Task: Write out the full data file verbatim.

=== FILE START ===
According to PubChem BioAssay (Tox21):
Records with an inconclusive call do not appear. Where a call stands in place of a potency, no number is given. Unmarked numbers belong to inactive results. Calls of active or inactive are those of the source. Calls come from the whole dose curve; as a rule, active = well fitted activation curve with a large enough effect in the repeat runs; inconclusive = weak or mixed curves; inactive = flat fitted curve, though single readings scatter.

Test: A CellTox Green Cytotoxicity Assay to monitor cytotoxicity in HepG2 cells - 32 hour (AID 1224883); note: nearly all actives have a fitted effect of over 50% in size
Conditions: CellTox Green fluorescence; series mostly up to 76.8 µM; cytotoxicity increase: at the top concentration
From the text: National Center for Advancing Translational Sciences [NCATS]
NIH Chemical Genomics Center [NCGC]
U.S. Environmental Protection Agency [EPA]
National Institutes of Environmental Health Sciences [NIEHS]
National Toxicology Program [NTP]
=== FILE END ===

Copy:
According to PubChem BioAssay (Tox21):
Records with an inconclusive call do not appear. Where a call stands in place of a potency, no number is given. Unmarked numbers belong to inactive results. Calls of active or inactive are those of the source. Calls come from the whole dose curve; as a rule, active = well fitted activation curve with a large enough effect in the repeat runs; inconclusive = weak or mixed curves; inactive = flat fitted curve, though single readings scatter.

Test: A CellTox Green Cytotoxicity Assay to monitor cytotoxicity in HepG2 cells - 32 hour (AID 1224883); note: nearly all actives have a fitted effect of over 50% in size
Conditions: CellTox Green fluorescence; series mostly up to 76.8 µM; cytotoxicity increase: at the top concentration
From the text: National Center for Advancing Translational Sciences [NCATS]
NIH Chemical Genomics Center [NCGC]
U.S. Environmental Protection Agency [EPA]
National Institutes of Environmental Health Sciences [NIEHS]
National Toxicology Program [NTP]